What Is the State of Rural Internet Access?
According to the Federal Communications Commission’s latest broadband deployment report, from January 2021, 82.7 percent of those in rural areas had access to broadband at speeds of 25 megabits per second for download/3mbps for upload, compared 98.8 percent of those in urban areas.
Why the shortfall? According to Anna Read, senior officer of the Broadband Access Initiative at Pew Charitable Trusts, it’s due to density.
“Rural areas have fewer customers spread out over larger geographic areas, which can make it difficult and costly to deploy broadband infrastructure,” she says.
Others agree that geography lies at the heart of the broadband issue.
“Low density and large physical distances make it expensive to roll out fiber and cable,” says Rahul Gupta, managing director and the North America lead for Accenture’s cities, transport and infrastructure public service practice. “That combination creates a funding challenge.
“Most of our capabilities are dedicated to urban areas, where the internet service providers, the telecommunications companies and infrastructure companies have a business model. When you get into this very dispersed, low-density, large-distance situation, it costs a lot of money and it’s not the way businesses are set up to make a profit.”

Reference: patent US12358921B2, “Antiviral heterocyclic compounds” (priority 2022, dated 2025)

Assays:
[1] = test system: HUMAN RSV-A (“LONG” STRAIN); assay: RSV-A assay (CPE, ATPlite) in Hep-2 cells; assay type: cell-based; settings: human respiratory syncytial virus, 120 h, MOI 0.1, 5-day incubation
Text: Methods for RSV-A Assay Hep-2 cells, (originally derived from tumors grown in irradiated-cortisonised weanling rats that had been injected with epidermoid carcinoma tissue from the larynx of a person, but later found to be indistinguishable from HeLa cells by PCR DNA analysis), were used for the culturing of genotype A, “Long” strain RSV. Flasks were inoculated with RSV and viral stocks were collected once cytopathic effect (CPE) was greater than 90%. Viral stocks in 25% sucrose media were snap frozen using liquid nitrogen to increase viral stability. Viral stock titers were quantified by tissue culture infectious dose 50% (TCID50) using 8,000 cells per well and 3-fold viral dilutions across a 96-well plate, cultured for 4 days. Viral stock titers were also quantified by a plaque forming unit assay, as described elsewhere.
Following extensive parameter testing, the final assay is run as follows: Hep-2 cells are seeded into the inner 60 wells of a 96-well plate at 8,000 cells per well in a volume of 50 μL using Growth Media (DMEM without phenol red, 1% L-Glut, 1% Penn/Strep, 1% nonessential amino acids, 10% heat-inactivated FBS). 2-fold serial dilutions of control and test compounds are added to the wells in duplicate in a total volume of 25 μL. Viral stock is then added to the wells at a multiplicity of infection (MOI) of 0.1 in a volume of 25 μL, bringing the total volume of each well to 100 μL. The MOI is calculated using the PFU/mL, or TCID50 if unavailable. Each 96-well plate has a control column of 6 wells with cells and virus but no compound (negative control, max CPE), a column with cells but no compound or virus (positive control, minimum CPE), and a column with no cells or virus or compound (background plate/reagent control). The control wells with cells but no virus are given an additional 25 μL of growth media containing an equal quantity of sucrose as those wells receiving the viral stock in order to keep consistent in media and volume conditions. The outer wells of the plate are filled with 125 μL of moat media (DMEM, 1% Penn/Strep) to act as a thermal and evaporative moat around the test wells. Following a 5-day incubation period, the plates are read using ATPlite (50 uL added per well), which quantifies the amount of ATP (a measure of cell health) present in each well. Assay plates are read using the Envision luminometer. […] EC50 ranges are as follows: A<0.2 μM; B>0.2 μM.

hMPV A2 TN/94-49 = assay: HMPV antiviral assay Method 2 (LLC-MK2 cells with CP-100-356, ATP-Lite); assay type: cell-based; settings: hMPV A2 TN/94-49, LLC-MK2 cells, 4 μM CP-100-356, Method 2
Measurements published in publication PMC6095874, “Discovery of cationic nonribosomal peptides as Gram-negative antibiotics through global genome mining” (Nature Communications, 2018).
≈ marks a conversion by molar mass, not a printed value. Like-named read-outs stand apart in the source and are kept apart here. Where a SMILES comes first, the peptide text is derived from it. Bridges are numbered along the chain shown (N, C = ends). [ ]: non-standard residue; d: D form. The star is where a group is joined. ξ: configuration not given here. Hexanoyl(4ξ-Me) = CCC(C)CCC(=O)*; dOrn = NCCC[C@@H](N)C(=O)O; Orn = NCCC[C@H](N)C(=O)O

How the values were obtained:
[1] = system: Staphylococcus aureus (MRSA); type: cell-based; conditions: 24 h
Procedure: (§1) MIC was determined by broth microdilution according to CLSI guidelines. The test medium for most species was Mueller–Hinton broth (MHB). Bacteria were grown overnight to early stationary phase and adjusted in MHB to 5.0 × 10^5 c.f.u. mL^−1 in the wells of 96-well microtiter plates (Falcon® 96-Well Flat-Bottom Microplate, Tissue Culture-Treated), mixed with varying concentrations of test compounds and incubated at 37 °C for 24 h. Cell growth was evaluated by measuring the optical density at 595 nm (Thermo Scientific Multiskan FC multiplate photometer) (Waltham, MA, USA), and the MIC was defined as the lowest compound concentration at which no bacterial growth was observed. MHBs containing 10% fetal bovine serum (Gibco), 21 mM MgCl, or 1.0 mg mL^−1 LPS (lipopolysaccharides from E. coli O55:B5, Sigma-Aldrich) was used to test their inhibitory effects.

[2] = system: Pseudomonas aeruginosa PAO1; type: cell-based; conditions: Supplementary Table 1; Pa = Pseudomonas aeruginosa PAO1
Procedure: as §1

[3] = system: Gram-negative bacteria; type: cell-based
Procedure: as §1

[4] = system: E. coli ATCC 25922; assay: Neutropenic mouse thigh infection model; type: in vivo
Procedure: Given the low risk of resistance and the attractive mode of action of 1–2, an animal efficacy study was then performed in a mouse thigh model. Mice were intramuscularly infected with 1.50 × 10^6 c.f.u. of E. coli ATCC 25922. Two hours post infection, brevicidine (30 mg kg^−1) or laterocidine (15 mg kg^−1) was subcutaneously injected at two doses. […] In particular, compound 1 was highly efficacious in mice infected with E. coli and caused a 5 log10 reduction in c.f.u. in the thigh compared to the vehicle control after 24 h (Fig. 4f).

All this has profound practical implications for people who live in rural communities.
“Without broadband, you might see lower property values, decreased job and population growth, lower rates of business formation, higher unemployment rates. These are all part and parcel of a geographic inability to access the internet,” says Ian Greenblatt, managing director of J.D. Power’s technology, media and telecommunications intelligence business unit.
Options for Expanding Broadband Internet for Rural Areas
In terms of technology, states have a number of avenues open to them. While there are a variety of available ways to get broadband into rural communities, no one path represents a panacea.
“You could say, ‘Let’s roll fiber everywhere,’” says Greenblatt. “But that’s mind-bogglingly expensive and will consume the dollars allotted very quickly. It’s not really cost-effective.”
Satellites represent another possible avenue.